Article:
You Could Help!

Next Saturday, October 10, 2009 I will speaking at an event entitled, EXPOSED. You might be able to help me with some of the content for this seminar geared toward helping parents, teachers and even teens become more knowledgeable about Teens & Tech.

So, if you are a teen or young adult who is pretty savvy on the net, please consider a way you might be able to help and contact me at my email (brian at youthmark dot com).

There are three ways that jump out at me as ways you may be able to contribute before, during and after the event.

  1. Written testimonies (things you have encountered or know about on the net, texts, gaming, etc.) that would help others become more knowledgeable in thesse areas.  These can be positives and negatives.
  2. You may be willing to be part of a small panel, for a Q&A time during the seminar.
  3. You may be willing to shoot a video testimony of things you have encountered (we’d do this Tuesday or Wednesday somewhere in the Valley to make it do able for anyone in the greater Seattle area, but specifically all of us on the south end).

Some of the things that could prime-the-pump to get your thoughts moving…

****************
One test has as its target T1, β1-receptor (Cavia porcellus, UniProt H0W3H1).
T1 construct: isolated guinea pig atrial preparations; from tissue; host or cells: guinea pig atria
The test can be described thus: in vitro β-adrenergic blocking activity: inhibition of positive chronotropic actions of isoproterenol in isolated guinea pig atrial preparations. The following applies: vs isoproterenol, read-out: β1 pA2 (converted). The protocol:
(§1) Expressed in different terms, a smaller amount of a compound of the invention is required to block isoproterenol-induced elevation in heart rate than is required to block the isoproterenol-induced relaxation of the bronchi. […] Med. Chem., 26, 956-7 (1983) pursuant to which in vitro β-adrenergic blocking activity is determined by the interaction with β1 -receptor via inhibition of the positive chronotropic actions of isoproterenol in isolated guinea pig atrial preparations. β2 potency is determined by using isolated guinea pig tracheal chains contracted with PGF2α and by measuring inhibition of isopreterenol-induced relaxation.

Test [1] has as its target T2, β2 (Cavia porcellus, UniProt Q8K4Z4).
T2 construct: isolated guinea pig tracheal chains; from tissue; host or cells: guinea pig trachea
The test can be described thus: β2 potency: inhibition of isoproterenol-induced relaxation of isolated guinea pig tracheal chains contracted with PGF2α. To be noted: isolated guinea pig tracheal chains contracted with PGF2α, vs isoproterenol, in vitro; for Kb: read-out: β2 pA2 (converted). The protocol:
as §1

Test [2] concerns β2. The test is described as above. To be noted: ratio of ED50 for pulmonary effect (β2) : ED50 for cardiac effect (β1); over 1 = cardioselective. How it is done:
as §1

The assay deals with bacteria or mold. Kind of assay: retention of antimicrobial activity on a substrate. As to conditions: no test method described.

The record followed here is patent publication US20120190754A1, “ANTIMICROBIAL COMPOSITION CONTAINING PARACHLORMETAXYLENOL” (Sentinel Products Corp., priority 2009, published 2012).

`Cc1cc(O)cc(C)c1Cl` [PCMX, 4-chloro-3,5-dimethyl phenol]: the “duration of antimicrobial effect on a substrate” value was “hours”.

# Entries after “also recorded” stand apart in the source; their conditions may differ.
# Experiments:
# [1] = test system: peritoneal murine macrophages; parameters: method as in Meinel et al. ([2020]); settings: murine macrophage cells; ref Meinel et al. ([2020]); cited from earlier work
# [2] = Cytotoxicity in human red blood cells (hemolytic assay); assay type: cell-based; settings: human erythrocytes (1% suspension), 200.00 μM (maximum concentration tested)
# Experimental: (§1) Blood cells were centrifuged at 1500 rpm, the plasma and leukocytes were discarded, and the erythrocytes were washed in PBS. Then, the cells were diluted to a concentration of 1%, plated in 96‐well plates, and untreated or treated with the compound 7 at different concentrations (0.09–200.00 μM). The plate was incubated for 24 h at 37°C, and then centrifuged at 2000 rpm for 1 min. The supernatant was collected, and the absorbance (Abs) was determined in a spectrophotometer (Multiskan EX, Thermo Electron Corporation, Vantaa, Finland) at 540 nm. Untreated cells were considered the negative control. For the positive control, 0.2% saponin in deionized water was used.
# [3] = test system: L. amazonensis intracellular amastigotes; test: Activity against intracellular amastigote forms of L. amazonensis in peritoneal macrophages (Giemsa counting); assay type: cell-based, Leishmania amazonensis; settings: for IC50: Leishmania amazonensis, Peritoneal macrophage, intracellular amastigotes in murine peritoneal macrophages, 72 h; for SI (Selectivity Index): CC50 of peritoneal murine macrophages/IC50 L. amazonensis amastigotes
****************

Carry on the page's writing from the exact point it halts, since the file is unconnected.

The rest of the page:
What do adults not know about the Internet and Technology that they should know?

What would your social life look like without the Internet or your cell?

These stories should be specific to any of the following:

Email, Instant Messaging, Gaming, Live Chats, Facebook, MySpace, Texting/Sexting, blogs, online predators/stalking, Internet Bullying & Harassment, etc.

If you are interested in helping please do let me know (I’d prefer you respond via email).  The main seminar is from 1:00-4:00 PM next Saturday, however there is training seminar for the Family Academy teachers from 10:00 to Noon, so there are options for two different times to help.

If nothing else, could I solicit your prayers for this event and to help those in need gain exposure in these areas?

Grace,
Brian

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2 thoughts on “You Could Help!

  1. Hey Brian,

    I may not be on your side of the state any more but I’m more than willing to help out anyway I can. One of the biggest things most parents don’t know about is the whole “private browsing” feature now built in to most web browsers. It is the easiest way for teens to hide things from their parents such as browsing history and what not. I’ve got more so let me know.

    Michael Sewell

  2. Brian,

    I’d love to help if I can, though I know the ways are limited what with me being in Arizona and all 😛 Holler if there’s anything I can do though.

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